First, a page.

The evolution of batting in ODI cricket

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04 Aug 2020 | 03:15 AM
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Tushar Jain

The evolution of batting in ODI cricket

From being a shorter version of Test cricket, ODI cricket evolved as a bridge between Test and T20 cricket, and now it has become an extension of T20s

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Since its introduction at the international level as a 3-day match between the U.S.A. and Canada on 24 September 1844, cricket has gone through many reforms. Even though rules have been modified in all the formats, the change in ODI cricket has been surreal.

The change in the kind of balls used, in fielding restrictions, and various other factors like better batting decks and thicker bats have made the job easier for batsmen in the modern era. At the same time, the credit also goes to the batsmen for becoming more innovative and improving their attacking game with time. Here is an analysis on the evolution of batting in ODI cricket.  

Progression in each World Cup cycle

A World Cup generally takes place once in four years. Examining batting numbers in each World Cup cycle can give us a fair idea to know how the batting has evolved over the years. A World Cup cycle is the period between two consecutive World Cups. For example, the 2015-19 World Cup cycle is the period after the World Cup 2015 and till the end of the World Cup 2019.

The average increased to 32.38 in the 2015-19 cycle which was 28.28 in the inaugural cycle – an overall difference of 41 runs per 10 wickets. Similarly, run rate wise, an overall difference of 70 runs per 50 overs is obtained on comparing the same sets of the World Cup cycles. 

In the first eight World Cup cycles (till the World Cup 2003), there had been 149 occasions of a team scoring 300 or more runs, constituting 8.37% of the total completed innings played in the timeframe. In contrast, in the 2019 World Cup cycle, the teams breached the 300-mark on 207 instances, constituting 49.64% of the total completed innings.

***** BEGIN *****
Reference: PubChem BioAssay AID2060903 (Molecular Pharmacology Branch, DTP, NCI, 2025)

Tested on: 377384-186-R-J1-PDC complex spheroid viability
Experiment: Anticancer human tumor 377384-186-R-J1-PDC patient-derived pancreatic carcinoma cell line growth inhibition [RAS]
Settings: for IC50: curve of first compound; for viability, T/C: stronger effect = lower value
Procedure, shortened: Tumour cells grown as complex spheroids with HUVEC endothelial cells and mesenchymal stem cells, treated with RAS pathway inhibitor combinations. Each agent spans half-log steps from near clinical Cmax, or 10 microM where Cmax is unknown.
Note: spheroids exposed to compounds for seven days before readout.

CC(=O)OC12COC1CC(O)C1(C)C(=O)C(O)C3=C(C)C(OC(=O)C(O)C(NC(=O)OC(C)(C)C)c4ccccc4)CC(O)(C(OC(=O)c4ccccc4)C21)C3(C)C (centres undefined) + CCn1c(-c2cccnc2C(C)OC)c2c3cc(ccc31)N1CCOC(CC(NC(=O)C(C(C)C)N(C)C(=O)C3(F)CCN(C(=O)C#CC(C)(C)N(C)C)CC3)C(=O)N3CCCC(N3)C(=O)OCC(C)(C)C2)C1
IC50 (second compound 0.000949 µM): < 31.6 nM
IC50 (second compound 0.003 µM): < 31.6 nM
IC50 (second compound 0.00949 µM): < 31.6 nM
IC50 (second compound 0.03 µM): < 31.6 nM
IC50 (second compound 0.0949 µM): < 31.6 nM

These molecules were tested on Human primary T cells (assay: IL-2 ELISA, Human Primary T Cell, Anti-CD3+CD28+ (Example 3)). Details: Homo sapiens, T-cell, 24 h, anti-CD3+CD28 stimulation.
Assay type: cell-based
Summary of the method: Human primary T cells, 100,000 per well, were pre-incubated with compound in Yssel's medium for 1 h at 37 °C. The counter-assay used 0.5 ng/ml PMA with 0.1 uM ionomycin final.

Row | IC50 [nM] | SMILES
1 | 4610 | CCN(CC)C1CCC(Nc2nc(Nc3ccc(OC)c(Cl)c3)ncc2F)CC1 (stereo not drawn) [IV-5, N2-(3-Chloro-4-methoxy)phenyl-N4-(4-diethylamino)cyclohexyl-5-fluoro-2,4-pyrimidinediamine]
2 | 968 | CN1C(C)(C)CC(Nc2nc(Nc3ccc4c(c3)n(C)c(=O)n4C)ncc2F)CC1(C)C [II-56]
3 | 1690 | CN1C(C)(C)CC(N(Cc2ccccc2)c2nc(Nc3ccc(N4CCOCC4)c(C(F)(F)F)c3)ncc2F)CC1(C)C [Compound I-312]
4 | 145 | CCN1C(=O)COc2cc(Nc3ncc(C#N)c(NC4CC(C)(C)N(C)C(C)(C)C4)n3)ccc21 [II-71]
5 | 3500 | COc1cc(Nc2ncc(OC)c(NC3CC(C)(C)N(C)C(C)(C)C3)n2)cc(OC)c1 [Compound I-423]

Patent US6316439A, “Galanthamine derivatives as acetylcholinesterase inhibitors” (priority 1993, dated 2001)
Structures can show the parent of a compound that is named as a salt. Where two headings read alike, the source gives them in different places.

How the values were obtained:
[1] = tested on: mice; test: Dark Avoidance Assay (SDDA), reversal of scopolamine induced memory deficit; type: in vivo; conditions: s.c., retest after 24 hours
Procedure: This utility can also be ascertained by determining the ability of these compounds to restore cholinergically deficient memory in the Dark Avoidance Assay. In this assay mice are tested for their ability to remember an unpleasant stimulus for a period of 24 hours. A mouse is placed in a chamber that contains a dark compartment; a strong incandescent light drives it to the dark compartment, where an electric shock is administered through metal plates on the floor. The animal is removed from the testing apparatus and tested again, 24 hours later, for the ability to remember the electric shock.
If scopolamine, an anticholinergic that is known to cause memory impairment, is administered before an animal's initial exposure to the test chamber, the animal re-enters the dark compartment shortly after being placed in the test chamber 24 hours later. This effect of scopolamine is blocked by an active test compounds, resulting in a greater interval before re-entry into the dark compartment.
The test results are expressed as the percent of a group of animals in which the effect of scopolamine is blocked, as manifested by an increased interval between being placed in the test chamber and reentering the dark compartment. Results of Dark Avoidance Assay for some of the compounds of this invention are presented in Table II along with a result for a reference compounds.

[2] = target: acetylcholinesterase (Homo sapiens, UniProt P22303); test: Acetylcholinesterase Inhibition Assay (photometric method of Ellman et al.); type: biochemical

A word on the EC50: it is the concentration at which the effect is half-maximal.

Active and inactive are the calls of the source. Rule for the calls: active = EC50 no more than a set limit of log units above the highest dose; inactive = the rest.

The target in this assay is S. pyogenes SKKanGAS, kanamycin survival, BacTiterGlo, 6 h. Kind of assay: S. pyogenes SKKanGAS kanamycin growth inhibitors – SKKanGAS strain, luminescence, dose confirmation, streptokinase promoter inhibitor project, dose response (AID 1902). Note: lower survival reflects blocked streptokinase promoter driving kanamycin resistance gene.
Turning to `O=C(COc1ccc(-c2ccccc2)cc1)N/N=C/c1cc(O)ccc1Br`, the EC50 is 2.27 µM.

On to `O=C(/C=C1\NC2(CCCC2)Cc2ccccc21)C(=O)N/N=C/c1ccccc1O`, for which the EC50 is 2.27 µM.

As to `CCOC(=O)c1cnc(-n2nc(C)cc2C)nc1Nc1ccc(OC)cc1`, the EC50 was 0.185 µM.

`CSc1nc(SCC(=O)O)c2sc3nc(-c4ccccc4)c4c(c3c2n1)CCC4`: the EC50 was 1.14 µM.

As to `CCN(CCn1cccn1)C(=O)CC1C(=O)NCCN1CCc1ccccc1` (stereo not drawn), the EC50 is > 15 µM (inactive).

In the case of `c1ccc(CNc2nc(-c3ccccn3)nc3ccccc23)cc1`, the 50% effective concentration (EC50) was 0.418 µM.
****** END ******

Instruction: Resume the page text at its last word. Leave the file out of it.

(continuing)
Evolution in terms of batting-order

Batting at each position brings a different challenge. At the top of the order, a moving new ball can test the batsmen. On the other hand, the middle-order batsmen have to be capable of adapting to different match situations. 

There is a significant increase in strike rates and averages of batsmen irrespective of the batting-position. In the 1971-75 World Cup cycle, the average for the top-order batsmen was 34.31 which rose to 39.12 in the 2015-19 cycle. For the upper and lower middle-order batsmen, the averages increased to 35.4 and 26.07 from 26.64 and 22.21 respectively. 

The batsmen have continuously flourished as the numbers suggest. Despite this fact, the percentage of runs scored by the top-order, upper and lower middle-order batsmen of the total runs scored by all batsmen has not changed a lot. For the top-order batsmen, this percentage was about 52% in the first World Cup cycle, and in the 2015-19 World Cup cycle, it decreased to about 49% only. The story remains the same for upper and lower middle-order batsmen. For the upper and lower middle-order batsmen, the contribution percentages increased to 26.01% and 15.78% from 22.55% and 15.04% respectively. 

Change in Approach, phase-wise:

In the early days of ODI cricket, many players took it as a shorter version of a Test match. At the beginning of the innings, players took time to build an innings. However, the introduction of the fielding restrictions, in the form of various powerplays, since the 1992 World Cup, changed the dynamics. The teams took advantage of the fielding restrictions to score quickly. Since the Mark Greatbatch experiment paid off in the 1992 World Cup, the role of openers changed.